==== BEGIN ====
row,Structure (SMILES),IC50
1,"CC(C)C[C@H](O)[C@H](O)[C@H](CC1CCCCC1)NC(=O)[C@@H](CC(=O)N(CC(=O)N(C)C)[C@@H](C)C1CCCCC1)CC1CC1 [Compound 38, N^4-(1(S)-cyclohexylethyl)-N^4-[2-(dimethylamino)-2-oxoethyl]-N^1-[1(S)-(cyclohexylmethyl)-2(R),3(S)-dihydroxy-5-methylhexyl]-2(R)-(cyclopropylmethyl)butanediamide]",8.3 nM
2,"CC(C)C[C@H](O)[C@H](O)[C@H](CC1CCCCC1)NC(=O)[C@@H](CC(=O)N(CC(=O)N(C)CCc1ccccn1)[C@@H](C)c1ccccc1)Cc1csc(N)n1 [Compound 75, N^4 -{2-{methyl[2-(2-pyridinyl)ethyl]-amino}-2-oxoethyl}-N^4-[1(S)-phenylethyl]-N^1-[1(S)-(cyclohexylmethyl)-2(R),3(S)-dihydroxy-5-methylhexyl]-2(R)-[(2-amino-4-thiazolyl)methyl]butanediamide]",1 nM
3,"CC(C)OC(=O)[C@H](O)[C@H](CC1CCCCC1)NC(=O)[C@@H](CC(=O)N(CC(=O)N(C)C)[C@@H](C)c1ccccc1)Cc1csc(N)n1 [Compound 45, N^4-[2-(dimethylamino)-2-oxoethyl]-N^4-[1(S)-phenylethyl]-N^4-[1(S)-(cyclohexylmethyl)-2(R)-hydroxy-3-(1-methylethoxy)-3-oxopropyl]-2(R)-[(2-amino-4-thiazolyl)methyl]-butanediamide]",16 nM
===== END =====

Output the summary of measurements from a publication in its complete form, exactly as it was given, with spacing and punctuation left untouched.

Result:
row,Structure (SMILES),IC50
1,"CC(C)C[C@H](O)[C@H](O)[C@H](CC1CCCCC1)NC(=O)[C@@H](CC(=O)N(CC(=O)N(C)C)[C@@H](C)C1CCCCC1)CC1CC1 [Compound 38, N^4-(1(S)-cyclohexylethyl)-N^4-[2-(dimethylamino)-2-oxoethyl]-N^1-[1(S)-(cyclohexylmethyl)-2(R),3(S)-dihydroxy-5-methylhexyl]-2(R)-(cyclopropylmethyl)butanediamide]",8.3 nM
2,"CC(C)C[C@H](O)[C@H](O)[C@H](CC1CCCCC1)NC(=O)[C@@H](CC(=O)N(CC(=O)N(C)CCc1ccccn1)[C@@H](C)c1ccccc1)Cc1csc(N)n1 [Compound 75, N^4 -{2-{methyl[2-(2-pyridinyl)ethyl]-amino}-2-oxoethyl}-N^4-[1(S)-phenylethyl]-N^1-[1(S)-(cyclohexylmethyl)-2(R),3(S)-dihydroxy-5-methylhexyl]-2(R)-[(2-amino-4-thiazolyl)methyl]butanediamide]",1 nM
3,"CC(C)OC(=O)[C@H](O)[C@H](CC1CCCCC1)NC(=O)[C@@H](CC(=O)N(CC(=O)N(C)C)[C@@H](C)c1ccccc1)Cc1csc(N)n1 [Compound 45, N^4-[2-(dimethylamino)-2-oxoethyl]-N^4-[1(S)-phenylethyl]-N^4-[1(S)-(cyclohexylmethyl)-2(R)-hydroxy-3-(1-methylethoxy)-3-oxopropyl]-2(R)-[(2-amino-4-thiazolyl)methyl]-butanediamide]",16 nM